Resilience and urban development were at the forefront of the 2013 MAS (Municipal Art Society) Summit for New York City. The timing of the summit – at the end of Michael Bloomberg’s 12 years as mayor, one year after Superstorm Sandy and 12 years after 9/11 – providing a dual focus of looking back and looking forward at both topics.
Much of the conference looked at plans and proposals for new development, especially in Manhattan. Leading the pack were NYC’s transit hubs. The proposed rezoning of Midtown East, the area surrounding Grand Central Terminal, to encourage existing buildings to be replaced with taller ones has been highly controversial, with the MAS and others wondering about the impact on livability and whether the city’s transportation infrastructure can handle it. Conversely, the MAS strongly supports redevelopment of the hated underground and labyrinthine Penn Station. Four designs, a product of the MAS’ Design Challenge for a New Penn Station and the Next Madison Square Garden, were presented.
Skidmore Owings and Merrill's proposal for the MAS' Design Challenge for a New Penn Station and the Next Madison Square GardenResilience took the stage (a stage which, by the way, has a highly appropriate and eye-catching – at times to the point of distraction – backdrop view down 59th Street and into Central Park), often in combination with the topic of livability. Speakers and moderators discussed resilience in terms of participatory platforms, the relationship between nature and cities, the rehabilitation of NYC’s water fronts, and projects developed by local partners working with federal programs. A commonly heard term throughout was engagement: how to involve residents and community organizations in rebuilding and resilience.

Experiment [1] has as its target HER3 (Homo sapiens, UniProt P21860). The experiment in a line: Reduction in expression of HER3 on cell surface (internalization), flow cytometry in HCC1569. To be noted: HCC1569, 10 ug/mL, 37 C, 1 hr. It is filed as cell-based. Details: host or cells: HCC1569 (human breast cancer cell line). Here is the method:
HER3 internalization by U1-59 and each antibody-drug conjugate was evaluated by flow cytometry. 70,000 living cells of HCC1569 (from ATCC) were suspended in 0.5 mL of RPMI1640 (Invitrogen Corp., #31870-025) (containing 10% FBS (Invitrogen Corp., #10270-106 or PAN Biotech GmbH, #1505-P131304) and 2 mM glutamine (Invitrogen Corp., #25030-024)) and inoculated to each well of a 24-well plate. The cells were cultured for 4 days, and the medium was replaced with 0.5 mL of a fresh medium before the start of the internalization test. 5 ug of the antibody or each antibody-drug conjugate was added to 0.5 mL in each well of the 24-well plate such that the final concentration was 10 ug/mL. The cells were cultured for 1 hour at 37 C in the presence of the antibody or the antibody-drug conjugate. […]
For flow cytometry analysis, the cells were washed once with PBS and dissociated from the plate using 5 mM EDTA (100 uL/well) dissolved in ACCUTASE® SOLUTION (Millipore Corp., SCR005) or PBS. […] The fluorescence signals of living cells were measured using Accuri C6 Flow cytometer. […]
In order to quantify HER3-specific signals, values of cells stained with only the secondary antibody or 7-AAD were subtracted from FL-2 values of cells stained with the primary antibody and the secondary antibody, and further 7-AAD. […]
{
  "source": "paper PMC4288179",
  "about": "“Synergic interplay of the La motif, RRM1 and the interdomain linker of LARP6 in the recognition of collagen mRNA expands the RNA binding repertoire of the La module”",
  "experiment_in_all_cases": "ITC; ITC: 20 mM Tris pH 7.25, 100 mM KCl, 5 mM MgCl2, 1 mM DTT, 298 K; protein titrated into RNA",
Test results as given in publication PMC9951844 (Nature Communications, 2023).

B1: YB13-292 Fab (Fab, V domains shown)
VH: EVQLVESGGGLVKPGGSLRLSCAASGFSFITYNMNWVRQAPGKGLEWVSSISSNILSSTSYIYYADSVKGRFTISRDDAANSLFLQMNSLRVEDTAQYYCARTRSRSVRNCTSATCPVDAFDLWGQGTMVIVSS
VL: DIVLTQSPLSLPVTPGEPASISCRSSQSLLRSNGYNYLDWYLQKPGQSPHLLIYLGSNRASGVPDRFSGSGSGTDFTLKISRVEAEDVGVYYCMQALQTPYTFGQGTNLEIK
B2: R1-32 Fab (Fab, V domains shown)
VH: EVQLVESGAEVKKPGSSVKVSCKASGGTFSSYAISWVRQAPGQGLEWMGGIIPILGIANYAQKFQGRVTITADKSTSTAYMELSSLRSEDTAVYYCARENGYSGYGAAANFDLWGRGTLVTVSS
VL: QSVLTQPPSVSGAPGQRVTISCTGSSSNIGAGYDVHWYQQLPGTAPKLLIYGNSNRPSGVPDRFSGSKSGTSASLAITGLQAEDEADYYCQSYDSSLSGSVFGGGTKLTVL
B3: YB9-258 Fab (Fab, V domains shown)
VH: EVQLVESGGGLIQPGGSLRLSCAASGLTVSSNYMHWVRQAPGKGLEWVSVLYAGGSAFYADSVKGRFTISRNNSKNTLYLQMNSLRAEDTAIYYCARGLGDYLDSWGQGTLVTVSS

An overarching theme of the summit was the results of the fourth annual MAS Survey on Livability. As one who experienced the city through its darker days of the 70s and 80s, learning that 82% of NYC residents are satisfied or very satisfied with living in the city represents a remarkable turn around. Still more astounding, in a great way, is that 87% feel safe walking in their neighborhoods. Employment ranked as the top priority for the next mayor while 54% said rebuilding hard infrastructure impacted by Sandy was a (but not “the”) top priority. A smaller percentage (36%) felt that restoring and developing soft infrastructure (such as wetlands and dunes) was a top priority, probably reflecting the fact that many people don’t know what soft infrastructure is or what its advantages over hard infrastructure solutions are.
Since its beginning four years ago, the annual MAS Summit for New York City has become a significant touchstone for the state of the city’s built environment. Now, with the city about to get its first new leadership in 12 years, much of the conference pondered the questions of what comes next.